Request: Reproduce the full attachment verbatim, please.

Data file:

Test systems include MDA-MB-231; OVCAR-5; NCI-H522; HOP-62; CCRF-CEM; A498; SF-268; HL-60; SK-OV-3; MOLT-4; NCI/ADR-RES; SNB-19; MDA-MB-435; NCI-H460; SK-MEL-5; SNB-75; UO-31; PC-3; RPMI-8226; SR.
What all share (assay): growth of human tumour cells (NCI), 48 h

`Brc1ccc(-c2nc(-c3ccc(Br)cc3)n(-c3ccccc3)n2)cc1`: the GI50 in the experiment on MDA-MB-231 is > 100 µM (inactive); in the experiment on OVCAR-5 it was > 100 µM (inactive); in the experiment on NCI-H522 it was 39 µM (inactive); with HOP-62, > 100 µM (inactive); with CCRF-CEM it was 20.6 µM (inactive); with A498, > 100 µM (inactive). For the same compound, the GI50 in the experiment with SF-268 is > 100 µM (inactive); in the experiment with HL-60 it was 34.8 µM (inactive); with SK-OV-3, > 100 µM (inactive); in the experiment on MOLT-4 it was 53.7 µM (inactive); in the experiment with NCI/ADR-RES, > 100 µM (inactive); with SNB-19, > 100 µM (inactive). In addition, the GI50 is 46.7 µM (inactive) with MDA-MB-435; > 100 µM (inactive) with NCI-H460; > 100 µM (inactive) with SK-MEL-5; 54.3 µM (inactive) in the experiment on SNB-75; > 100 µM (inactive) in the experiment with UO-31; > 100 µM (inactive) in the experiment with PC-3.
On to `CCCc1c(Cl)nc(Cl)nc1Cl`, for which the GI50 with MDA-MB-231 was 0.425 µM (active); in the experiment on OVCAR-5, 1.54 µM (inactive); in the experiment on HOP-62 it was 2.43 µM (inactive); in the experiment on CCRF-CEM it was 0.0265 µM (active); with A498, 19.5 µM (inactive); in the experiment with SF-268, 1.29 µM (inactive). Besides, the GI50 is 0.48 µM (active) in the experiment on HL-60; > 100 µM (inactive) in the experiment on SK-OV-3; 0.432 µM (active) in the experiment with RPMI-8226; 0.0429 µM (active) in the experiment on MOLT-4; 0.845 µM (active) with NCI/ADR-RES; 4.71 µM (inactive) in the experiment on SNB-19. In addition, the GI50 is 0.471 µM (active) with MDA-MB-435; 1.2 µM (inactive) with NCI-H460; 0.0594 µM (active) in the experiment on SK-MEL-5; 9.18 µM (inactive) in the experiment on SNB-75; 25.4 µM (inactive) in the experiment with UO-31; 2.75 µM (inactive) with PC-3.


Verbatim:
Test systems include MDA-MB-231; OVCAR-5; NCI-H522; HOP-62; CCRF-CEM; A498; SF-268; HL-60; SK-OV-3; MOLT-4; NCI/ADR-RES; SNB-19; MDA-MB-435; NCI-H460; SK-MEL-5; SNB-75; UO-31; PC-3; RPMI-8226; SR.
What all share (assay): growth of human tumour cells (NCI), 48 h

`Brc1ccc(-c2nc(-c3ccc(Br)cc3)n(-c3ccccc3)n2)cc1`: the GI50 in the experiment on MDA-MB-231 is > 100 µM (inactive); in the experiment on OVCAR-5 it was > 100 µM (inactive); in the experiment on NCI-H522 it was 39 µM (inactive); with HOP-62, > 100 µM (inactive); with CCRF-CEM it was 20.6 µM (inactive); with A498, > 100 µM (inactive). For the same compound, the GI50 in the experiment with SF-268 is > 100 µM (inactive); in the experiment with HL-60 it was 34.8 µM (inactive); with SK-OV-3, > 100 µM (inactive); in the experiment on MOLT-4 it was 53.7 µM (inactive); in the experiment with NCI/ADR-RES, > 100 µM (inactive); with SNB-19, > 100 µM (inactive). In addition, the GI50 is 46.7 µM (inactive) with MDA-MB-435; > 100 µM (inactive) with NCI-H460; > 100 µM (inactive) with SK-MEL-5; 54.3 µM (inactive) in the experiment on SNB-75; > 100 µM (inactive) in the experiment with UO-31; > 100 µM (inactive) in the experiment with PC-3.
On to `CCCc1c(Cl)nc(Cl)nc1Cl`, for which the GI50 with MDA-MB-231 was 0.425 µM (active); in the experiment on OVCAR-5, 1.54 µM (inactive); in the experiment on HOP-62 it was 2.43 µM (inactive); in the experiment on CCRF-CEM it was 0.0265 µM (active); with A498, 19.5 µM (inactive); in the experiment with SF-268, 1.29 µM (inactive). Besides, the GI50 is 0.48 µM (active) in the experiment on HL-60; > 100 µM (inactive) in the experiment on SK-OV-3; 0.432 µM (active) in the experiment with RPMI-8226; 0.0429 µM (active) in the experiment on MOLT-4; 0.845 µM (active) with NCI/ADR-RES; 4.71 µM (inactive) in the experiment on SNB-19. In addition, the GI50 is 0.471 µM (active) with MDA-MB-435; 1.2 µM (inactive) with NCI-H460; 0.0594 µM (active) in the experiment on SK-MEL-5; 9.18 µM (inactive) in the experiment on SNB-75; 25.4 µM (inactive) in the experiment with UO-31; 2.75 µM (inactive) with PC-3.